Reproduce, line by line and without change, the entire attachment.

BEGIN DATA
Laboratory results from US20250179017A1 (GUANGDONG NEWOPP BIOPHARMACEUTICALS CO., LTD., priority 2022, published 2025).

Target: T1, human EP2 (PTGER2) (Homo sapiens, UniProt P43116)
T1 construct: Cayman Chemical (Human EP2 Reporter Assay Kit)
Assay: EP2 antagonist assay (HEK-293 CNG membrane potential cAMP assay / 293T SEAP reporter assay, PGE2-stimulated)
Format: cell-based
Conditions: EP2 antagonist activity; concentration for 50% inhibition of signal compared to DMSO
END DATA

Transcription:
Laboratory results from US20250179017A1 (GUANGDONG NEWOPP BIOPHARMACEUTICALS CO., LTD., priority 2022, published 2025).

Target: T1, human EP2 (PTGER2) (Homo sapiens, UniProt P43116)
T1 construct: Cayman Chemical (Human EP2 Reporter Assay Kit)
Assay: EP2 antagonist assay (HEK-293 CNG membrane potential cAMP assay / 293T SEAP reporter assay, PGE2-stimulated)
Format: cell-based
Conditions: EP2 antagonist activity; concentration for 50% inhibition of signal compared to DMSO